ABN Amro Group NV fired two bankers, including the Dutch lender’s global head of energy commodities, after an oil-trading company complained that the executives had sought a bribe.
Bruno Gremez and his subordinate Samir Kasmi, chief of energy commodities for the Middle East, North and East Africa and south Asia, were dismissed on March 26 after the lender completed an internal investigation, according to a person with knowledge of the situation who wasn’t authorized to speak publicly.
Ines Hoedemaeker, a lawyer representing Gremez and Kasmi, said they deny all allegations and declined to comment further. An official for Amsterdam-based, state-owned ABN Amro said the nation’s third-biggest bank acted appropriately and declined further comment.
The dispute emerged in a court case that saw Gremez and Kasmi challenge their suspensions from ABN Amro, which preceded their dismissal. According to an Amsterdam court ruling dated March 5 that was published on March 12, two executives whose titles matched those of Gremez and Kasmi were suspended after ABN Amro received a complaint in early December from Oil Marketing & Trading International LLC, or OMTI.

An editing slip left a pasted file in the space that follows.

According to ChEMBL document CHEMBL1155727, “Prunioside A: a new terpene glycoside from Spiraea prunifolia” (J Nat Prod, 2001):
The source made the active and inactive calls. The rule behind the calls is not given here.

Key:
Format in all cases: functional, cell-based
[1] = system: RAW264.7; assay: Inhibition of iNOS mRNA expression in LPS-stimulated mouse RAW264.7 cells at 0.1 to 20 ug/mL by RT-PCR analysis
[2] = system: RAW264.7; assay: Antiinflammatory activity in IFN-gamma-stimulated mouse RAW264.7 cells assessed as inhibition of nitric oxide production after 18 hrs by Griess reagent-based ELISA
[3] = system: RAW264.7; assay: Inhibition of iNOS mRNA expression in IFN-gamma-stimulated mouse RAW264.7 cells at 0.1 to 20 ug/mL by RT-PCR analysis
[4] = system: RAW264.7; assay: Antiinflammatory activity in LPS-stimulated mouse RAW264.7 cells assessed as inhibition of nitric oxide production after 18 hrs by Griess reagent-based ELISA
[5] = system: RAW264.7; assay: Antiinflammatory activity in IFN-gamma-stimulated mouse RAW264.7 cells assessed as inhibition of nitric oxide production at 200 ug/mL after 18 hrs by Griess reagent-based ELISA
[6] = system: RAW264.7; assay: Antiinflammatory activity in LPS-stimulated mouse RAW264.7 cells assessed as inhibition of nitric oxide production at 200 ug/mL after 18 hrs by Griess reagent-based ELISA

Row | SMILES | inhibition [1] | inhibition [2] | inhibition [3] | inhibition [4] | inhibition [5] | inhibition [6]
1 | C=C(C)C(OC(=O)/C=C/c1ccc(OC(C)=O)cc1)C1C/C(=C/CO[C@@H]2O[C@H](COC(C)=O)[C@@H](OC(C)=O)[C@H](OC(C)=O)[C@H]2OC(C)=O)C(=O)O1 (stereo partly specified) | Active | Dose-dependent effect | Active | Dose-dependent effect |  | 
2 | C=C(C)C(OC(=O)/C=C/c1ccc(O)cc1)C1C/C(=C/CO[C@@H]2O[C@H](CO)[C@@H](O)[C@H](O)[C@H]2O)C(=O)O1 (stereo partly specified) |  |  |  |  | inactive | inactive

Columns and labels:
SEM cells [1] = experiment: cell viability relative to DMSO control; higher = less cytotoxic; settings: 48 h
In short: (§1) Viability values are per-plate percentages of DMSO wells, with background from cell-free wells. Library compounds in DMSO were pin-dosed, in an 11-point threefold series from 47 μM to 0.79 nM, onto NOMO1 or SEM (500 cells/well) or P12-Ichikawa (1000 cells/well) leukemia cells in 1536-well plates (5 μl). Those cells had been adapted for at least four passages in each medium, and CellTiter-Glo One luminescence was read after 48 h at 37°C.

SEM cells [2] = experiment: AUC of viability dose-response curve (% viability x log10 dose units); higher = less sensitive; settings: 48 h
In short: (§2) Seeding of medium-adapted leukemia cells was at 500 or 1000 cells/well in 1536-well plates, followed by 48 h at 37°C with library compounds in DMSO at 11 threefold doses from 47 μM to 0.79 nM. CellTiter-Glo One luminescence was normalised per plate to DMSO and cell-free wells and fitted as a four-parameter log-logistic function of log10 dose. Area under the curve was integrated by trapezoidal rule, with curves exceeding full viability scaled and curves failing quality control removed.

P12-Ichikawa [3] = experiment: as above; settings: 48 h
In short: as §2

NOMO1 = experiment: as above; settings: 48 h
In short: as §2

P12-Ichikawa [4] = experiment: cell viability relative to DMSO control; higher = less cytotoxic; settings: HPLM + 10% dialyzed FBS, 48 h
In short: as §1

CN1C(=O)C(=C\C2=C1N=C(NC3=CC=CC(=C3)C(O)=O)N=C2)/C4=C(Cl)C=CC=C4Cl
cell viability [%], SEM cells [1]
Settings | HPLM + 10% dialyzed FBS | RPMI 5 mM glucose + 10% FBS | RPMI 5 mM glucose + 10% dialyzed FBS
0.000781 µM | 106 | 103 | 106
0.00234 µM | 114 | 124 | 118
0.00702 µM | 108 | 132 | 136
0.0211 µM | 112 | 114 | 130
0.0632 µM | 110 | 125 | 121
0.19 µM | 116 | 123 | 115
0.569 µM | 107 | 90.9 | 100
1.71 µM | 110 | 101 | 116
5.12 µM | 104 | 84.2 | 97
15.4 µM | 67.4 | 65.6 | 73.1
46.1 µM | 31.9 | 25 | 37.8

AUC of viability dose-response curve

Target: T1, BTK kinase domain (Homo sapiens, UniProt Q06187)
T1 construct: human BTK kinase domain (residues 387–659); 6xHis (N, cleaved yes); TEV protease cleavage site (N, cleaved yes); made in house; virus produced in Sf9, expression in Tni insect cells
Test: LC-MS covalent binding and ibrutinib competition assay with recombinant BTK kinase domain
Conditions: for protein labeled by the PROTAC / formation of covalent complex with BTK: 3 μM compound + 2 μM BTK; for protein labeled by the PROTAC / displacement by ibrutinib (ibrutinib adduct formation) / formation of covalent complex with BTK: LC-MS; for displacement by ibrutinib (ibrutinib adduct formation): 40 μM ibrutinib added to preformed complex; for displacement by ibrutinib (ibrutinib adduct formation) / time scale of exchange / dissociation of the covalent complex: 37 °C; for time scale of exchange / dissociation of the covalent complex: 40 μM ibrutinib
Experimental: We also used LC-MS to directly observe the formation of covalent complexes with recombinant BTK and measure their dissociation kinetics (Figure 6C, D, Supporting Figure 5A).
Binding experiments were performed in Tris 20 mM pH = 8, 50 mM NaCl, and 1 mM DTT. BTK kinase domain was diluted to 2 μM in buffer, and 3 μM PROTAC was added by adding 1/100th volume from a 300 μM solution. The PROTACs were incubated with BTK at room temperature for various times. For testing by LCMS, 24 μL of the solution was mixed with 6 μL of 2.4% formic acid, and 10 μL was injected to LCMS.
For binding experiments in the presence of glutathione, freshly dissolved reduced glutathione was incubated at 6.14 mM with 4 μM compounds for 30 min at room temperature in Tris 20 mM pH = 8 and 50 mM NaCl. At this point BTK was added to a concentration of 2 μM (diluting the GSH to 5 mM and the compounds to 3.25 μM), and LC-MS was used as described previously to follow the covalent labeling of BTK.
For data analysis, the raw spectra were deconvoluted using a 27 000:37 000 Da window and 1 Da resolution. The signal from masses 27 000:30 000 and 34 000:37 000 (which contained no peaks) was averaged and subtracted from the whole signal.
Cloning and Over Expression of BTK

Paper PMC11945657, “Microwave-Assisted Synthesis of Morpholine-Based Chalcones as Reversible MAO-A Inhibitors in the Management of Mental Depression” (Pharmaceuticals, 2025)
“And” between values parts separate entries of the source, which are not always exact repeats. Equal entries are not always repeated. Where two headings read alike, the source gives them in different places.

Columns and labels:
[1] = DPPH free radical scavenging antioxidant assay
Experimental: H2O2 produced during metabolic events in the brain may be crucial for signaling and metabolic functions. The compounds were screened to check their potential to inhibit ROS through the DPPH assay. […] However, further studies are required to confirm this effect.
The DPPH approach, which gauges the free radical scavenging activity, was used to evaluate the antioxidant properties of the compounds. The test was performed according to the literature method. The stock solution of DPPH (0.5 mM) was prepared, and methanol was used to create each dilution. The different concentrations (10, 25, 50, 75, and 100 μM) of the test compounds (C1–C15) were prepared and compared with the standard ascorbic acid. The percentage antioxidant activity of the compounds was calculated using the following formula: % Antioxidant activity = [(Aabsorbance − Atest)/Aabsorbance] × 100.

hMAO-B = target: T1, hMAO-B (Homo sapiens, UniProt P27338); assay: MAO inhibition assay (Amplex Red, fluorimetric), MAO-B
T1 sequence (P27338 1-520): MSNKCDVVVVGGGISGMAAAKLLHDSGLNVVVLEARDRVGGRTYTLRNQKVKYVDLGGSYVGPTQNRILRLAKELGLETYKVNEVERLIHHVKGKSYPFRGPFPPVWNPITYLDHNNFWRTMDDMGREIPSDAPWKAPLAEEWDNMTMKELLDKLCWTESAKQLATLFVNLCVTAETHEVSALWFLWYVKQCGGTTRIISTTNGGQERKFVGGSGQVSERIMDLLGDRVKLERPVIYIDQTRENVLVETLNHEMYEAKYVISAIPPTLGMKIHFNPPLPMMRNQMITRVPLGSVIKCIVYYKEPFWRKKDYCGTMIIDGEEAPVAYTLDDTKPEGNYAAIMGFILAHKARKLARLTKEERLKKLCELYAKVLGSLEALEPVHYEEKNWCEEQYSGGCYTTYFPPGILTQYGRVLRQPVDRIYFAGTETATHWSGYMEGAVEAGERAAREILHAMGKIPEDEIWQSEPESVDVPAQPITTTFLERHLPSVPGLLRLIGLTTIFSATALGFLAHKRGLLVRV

The Amsterdam court ruled ABN Amro was entitled to suspend the bankers before completing its investigations. Dutch newspaper Het Financieele Dagblad reported earlier today the men were fired.
The complaint from OMTI said the two executives requested a “personal fee” to resume financing that was halted, “and by that performed ‘blackmailing,’” according to the court. The court document did not name Gremez, who was based in Amsterdam, or Dubai-based Kasmi.
The ruling said the two executives required additional due diligence on OMTI after reports said Iranian oil had been traded from depots in the United Arab Emirates port of Fujairah, breaking United Nations sanctions. Privately held OMTI has an office in Fujairah, according to its website, as well as Dubai and Athens.
OMTI’s financing from ABN Amro was resumed after Dec. 21, the court document showed, before the men were notified of the complaint. OMTI provided the due diligence materials, and an ABN Amro executive said in a memorandum dated Dec. 21 that OMTI had done nothing wrong, according to the court.
Yiannis Kilakos, a director at OMTI, declined to comment on the dispute between ABN Amro and its employees. In an e-mail, he “categorically” denied any reports that the company had dealt in Iranian oil.
ABN Amro has been state-owned since 2008, when the Netherlands rescued Fortis’s Dutch banking and insurance units and the bank’s stake in ABN Amro Holding NV after the Belgian firm’s collapse. Royal Bank of Scotland Group Plc, Spain’s Banco Santander SA and Fortis bought ABN Amro in 2007 in the world’s biggest banking takeover.
The case is: KK12-231, Plaintiff A, B v. ABN Amro Bank NV.
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